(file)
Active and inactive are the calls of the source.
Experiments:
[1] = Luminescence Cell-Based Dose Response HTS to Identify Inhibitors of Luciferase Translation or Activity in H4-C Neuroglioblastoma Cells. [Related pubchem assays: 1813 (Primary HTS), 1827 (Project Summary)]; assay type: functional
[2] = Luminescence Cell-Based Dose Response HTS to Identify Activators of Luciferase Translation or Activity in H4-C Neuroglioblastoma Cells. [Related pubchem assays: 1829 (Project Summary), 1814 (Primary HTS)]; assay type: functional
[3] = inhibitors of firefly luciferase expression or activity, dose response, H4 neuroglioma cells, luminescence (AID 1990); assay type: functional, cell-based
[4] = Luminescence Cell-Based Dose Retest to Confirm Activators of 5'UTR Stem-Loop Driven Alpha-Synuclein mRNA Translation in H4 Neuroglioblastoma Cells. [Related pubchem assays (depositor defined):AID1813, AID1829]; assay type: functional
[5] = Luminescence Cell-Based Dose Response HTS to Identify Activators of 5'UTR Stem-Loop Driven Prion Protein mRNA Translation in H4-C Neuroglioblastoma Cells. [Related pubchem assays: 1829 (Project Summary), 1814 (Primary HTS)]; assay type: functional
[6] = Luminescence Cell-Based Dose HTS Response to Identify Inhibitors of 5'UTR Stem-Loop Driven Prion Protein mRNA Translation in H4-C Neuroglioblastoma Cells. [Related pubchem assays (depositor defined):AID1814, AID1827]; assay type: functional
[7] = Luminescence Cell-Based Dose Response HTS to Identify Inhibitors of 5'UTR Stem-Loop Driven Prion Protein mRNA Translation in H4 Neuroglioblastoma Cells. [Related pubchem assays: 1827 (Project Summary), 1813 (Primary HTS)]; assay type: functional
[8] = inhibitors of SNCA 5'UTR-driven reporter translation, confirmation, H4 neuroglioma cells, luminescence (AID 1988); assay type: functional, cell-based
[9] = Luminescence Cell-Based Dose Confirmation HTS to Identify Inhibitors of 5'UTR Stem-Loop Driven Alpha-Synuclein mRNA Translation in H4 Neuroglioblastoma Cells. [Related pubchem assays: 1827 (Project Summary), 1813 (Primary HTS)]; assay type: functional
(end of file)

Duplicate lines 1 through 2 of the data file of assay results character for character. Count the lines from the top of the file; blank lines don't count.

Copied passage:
Active and inactive are the calls of the source.
Experiments: